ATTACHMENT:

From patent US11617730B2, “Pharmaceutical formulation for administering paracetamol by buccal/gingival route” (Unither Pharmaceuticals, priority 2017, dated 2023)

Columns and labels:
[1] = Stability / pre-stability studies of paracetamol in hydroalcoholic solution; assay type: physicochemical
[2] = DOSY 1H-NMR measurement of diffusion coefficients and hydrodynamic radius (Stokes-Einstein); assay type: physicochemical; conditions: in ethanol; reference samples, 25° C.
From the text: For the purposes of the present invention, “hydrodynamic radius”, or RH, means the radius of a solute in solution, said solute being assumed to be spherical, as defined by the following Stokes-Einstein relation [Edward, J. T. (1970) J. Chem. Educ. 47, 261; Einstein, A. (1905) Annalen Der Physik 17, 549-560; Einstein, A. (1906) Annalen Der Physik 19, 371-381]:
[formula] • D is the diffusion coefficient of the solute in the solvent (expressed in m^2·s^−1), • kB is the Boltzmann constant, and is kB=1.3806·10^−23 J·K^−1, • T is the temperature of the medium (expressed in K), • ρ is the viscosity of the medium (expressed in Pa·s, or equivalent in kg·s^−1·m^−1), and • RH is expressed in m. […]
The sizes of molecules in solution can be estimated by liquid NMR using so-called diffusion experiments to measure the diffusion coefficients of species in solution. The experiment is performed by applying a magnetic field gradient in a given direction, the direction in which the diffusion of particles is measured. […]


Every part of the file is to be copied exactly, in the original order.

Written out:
From patent US11617730B2, “Pharmaceutical formulation for administering paracetamol by buccal/gingival route” (Unither Pharmaceuticals, priority 2017, dated 2023)

Columns and labels:
[1] = Stability / pre-stability studies of paracetamol in hydroalcoholic solution; assay type: physicochemical
[2] = DOSY 1H-NMR measurement of diffusion coefficients and hydrodynamic radius (Stokes-Einstein); assay type: physicochemical; conditions: in ethanol; reference samples, 25° C.
From the text: For the purposes of the present invention, “hydrodynamic radius”, or RH, means the radius of a solute in solution, said solute being assumed to be spherical, as defined by the following Stokes-Einstein relation [Edward, J. T. (1970) J. Chem. Educ. 47, 261; Einstein, A. (1905) Annalen Der Physik 17, 549-560; Einstein, A. (1906) Annalen Der Physik 19, 371-381]:
[formula] • D is the diffusion coefficient of the solute in the solvent (expressed in m^2·s^−1), • kB is the Boltzmann constant, and is kB=1.3806·10^−23 J·K^−1, • T is the temperature of the medium (expressed in K), • ρ is the viscosity of the medium (expressed in Pa·s, or equivalent in kg·s^−1·m^−1), and • RH is expressed in m. […]
The sizes of molecules in solution can be estimated by liquid NMR using so-called diffusion experiments to measure the diffusion coefficients of species in solution. The experiment is performed by applying a magnetic field gradient in a given direction, the direction in which the diffusion of particles is measured. […]